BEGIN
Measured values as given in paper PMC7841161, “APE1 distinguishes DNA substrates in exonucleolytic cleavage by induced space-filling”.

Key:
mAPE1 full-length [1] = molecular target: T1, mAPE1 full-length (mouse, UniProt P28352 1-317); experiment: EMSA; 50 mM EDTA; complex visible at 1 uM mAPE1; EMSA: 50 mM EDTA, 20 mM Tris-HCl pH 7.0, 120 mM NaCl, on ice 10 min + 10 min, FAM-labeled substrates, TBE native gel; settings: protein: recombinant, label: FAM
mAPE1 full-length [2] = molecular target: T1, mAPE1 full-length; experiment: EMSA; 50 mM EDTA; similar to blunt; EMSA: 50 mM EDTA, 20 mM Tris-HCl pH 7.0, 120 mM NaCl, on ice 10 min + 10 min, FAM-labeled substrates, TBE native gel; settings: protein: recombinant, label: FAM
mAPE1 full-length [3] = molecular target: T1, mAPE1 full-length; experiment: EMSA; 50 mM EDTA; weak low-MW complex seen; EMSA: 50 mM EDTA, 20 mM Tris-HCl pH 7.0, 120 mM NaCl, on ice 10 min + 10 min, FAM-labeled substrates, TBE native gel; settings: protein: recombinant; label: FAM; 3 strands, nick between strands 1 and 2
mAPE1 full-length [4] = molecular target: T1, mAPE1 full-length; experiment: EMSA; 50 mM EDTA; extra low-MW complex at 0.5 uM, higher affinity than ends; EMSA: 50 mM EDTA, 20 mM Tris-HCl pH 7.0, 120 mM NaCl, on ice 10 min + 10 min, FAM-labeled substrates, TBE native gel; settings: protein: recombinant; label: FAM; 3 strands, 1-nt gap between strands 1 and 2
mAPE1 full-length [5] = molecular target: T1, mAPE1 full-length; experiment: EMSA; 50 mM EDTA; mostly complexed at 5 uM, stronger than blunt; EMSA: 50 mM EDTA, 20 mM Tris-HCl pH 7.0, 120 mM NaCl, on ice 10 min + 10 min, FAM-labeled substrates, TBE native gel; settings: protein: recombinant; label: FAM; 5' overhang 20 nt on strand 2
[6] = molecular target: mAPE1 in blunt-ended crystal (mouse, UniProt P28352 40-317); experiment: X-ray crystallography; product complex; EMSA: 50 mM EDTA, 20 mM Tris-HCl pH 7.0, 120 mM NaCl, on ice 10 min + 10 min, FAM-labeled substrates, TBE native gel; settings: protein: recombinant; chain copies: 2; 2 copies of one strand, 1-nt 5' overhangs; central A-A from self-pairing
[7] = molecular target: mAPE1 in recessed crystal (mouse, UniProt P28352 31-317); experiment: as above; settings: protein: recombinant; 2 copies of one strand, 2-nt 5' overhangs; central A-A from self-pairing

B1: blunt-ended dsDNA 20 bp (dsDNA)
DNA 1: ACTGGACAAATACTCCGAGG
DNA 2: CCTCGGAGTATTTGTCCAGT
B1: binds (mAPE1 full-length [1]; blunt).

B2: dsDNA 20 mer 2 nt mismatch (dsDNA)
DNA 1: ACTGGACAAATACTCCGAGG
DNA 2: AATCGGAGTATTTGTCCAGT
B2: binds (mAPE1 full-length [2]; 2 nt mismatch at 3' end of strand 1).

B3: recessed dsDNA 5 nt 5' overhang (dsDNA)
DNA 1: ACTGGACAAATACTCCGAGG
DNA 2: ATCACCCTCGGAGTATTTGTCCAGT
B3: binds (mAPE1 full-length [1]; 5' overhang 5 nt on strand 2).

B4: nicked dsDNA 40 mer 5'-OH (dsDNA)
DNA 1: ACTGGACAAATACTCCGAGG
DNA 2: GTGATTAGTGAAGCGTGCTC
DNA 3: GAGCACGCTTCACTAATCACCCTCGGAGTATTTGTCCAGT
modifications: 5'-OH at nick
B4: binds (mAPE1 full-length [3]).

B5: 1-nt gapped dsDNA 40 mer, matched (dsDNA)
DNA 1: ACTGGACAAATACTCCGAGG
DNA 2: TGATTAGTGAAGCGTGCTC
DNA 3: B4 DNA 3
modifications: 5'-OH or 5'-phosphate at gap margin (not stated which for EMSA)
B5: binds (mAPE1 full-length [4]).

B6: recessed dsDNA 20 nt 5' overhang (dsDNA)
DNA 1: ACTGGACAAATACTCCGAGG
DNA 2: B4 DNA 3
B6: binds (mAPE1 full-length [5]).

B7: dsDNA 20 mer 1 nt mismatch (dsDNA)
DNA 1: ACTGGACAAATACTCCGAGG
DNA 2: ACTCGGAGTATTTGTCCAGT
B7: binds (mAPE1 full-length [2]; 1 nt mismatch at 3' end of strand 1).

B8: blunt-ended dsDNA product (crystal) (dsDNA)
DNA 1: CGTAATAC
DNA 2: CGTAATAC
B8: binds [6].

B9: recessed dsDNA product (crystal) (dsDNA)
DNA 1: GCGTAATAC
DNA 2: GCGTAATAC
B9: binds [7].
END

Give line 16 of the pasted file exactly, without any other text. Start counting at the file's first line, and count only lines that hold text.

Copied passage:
DNA 2: AATCGGAGTATTTGTCCAGT